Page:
Key messages

  • Victoria’s mental health services annual report 2016-17 is a useful tool for health services, staff, advocates, carers, consumers and the broader community to better understand the Victorian public mental health system and the services available for people with a mental illness.
  • The report includes data on various aspects of our services and system, reflecting the Victorian Government's commitment to accountability and transparency.
  • It contributes to community understanding of, and discussion about Victoria's public mental health system and services, and the experiences of people with mental illness, their families and carers.  


The Victorian Government is committed to reporting annually to parliament and the community on state funded mental health services. Victoria's mental health services annual report 2016-17 is the second to be tabled by the Victorian Government as part of its work to ensure increased accountability and transparency. 

This report provides an outline of Victorian Government funded mental health services and the Victorians who accessed them for treatment, care and support in 2016-17. This includes a range of hospital and community-based clinical mental health services, and non-clinical services provided by mental health community support services. 

Victoria's mental health services annual report 2016-17 also provides an update on a range of initiatives under Victoria's 10-year mental health plan, including work to reduce suicide in local communities, positive wellbeing for LGBTI Victorians, improving access to services, and delivering programs to make Victoria’s mental health services safer for consumers and staff.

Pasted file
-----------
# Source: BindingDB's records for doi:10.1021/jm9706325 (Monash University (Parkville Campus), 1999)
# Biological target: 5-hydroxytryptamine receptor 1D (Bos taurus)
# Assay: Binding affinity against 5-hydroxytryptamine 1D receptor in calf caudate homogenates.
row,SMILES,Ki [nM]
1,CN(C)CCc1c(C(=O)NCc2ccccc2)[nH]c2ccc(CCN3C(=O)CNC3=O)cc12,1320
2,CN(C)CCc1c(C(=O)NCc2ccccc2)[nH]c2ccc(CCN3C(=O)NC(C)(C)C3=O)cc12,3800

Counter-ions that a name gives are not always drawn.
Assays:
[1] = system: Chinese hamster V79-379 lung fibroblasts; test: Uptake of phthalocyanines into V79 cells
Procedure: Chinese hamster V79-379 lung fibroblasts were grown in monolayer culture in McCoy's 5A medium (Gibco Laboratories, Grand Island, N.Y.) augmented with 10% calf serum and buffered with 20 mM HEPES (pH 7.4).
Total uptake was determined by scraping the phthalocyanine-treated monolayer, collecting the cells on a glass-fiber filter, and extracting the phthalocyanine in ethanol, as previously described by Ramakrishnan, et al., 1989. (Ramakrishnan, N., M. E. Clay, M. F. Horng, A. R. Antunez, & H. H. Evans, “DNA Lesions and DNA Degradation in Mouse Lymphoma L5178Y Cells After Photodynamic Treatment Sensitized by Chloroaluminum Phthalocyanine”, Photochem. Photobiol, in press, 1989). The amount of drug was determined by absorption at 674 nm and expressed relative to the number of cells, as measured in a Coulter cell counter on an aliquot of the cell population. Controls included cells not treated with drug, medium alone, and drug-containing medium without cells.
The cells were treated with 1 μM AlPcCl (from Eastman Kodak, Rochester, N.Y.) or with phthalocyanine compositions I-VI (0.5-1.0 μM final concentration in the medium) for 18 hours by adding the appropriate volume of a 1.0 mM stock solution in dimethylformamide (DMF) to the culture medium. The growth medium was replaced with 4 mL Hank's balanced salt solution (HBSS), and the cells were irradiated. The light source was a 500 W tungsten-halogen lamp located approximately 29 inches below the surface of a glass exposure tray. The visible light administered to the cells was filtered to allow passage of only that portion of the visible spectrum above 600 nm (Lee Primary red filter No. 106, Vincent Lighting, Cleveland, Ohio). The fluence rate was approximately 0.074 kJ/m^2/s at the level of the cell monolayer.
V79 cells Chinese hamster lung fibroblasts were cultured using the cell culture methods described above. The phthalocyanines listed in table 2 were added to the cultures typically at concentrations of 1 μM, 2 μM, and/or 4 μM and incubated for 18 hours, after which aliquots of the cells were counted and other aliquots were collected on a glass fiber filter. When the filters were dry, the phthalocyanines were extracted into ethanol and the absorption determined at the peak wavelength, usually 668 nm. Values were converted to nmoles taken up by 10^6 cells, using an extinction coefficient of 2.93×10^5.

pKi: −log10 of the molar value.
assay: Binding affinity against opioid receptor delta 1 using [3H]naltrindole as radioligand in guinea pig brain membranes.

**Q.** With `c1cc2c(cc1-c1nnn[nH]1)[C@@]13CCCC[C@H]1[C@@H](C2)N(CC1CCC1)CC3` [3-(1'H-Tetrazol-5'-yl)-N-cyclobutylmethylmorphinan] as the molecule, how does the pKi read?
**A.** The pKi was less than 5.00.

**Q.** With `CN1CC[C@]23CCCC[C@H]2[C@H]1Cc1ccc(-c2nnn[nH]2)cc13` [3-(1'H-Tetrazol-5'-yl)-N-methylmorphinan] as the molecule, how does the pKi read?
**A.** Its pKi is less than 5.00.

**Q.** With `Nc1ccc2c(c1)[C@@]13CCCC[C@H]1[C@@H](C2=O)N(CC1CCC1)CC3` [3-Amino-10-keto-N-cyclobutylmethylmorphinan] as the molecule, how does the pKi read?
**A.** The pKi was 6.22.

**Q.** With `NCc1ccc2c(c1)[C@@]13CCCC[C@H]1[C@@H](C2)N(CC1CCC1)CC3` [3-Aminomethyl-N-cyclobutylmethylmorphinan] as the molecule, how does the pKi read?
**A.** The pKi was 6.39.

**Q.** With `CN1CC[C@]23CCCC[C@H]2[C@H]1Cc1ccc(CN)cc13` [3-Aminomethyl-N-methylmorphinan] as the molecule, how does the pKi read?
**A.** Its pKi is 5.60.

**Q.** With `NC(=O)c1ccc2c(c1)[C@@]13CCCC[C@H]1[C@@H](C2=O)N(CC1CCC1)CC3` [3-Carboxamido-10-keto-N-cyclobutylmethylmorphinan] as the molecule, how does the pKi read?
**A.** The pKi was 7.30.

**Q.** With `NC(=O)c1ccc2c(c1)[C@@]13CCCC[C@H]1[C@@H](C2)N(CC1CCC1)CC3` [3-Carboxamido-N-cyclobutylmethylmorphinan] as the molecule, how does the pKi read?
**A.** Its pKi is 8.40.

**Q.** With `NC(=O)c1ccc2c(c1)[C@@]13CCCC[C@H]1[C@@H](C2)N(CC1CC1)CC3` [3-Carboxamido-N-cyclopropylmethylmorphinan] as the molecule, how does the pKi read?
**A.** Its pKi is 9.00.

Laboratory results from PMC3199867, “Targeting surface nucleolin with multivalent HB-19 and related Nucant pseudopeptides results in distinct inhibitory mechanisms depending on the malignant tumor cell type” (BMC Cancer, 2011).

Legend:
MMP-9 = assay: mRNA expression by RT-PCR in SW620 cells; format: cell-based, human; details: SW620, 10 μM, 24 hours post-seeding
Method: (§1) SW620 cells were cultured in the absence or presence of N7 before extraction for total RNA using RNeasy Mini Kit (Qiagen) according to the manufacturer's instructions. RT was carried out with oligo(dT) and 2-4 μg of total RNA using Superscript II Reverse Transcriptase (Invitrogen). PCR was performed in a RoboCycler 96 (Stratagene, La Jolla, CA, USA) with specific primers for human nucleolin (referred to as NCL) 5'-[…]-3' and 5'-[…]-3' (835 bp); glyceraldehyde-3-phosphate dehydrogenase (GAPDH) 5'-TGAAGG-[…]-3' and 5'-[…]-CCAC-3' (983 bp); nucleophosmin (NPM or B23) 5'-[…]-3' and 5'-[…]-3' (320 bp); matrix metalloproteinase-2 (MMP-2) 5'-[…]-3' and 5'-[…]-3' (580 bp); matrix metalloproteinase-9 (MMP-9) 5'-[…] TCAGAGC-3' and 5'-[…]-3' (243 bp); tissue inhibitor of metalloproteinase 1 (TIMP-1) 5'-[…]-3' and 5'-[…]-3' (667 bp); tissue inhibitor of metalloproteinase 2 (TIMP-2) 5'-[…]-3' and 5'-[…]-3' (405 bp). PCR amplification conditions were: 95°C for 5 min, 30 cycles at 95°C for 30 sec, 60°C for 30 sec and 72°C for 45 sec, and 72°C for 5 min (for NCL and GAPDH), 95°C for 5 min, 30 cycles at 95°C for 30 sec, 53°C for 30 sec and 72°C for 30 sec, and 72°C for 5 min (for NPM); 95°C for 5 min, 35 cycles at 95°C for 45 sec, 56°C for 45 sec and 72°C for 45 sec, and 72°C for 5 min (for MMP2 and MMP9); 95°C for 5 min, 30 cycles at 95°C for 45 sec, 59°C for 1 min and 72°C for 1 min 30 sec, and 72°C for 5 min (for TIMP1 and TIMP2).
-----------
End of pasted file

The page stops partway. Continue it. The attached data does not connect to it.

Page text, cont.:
Importantly, the report includes some deeply personal accounts of hope, resilience and recovery.   

Download Victoria's mental health services annual report 2016–17 (PDF, 1.4mb)

The year at a glance

Year in review – public mental health services in 2016–17

Figure 3: Source of mental health referrals, 2016–17The mental health data we collect helps us to understand who accesses our services and how, the service settings and circumstances in which treatment is provided, and whether that treatment results in better outcomes. It also tells us about demand for, and use of, our services.

There were 66,445 registered clients in 2016–17, which is 1.1 per cent of Victoria's population. Most of these were adults. Just over half were women, while nearly 33 per cent lived in rural areas. People were referred to clinical mental health services mostly by hospitals (including emergency departments), while some were referred by GPs or their families.

There were 52,427 mental health-related emergency department presentations in 2016–17. Across all age groups there were 24,314 hospitalisations in mental health acute inpatient units in 2016–17. Of these admissions, 52 per cent were compulsory. 

Download the report to find out more.

Our New Bendigo Parent-Infant Unit

This year the new Bendigo Hospital opened, and with it a new dedicated parent–infant unit.

Our unit treats acute mental health disorders in carers while supporting the attachment relationship between the infant and their carer, who could be a mother, father or other carer.

The five-bed, five-cot unit is collocated within the psychiatry precinct of Bendigo Hospital, which allows for the sharing of specialist services and support. Most of the admissions are non-compulsory, which requires families to recognise and acknowledge their own mental health needs and what an inpatient admission can offer them.

The Parent–Infant Unit in Bendigo Health is proud to offer a world-class, purpose-built facility in a regional area that meets the families' needs. The physical environment has a profound impact on a family's ability to remain present and allow the therapeutic processes to improve their mental health and relationships with one another, especially their vulnerable infant.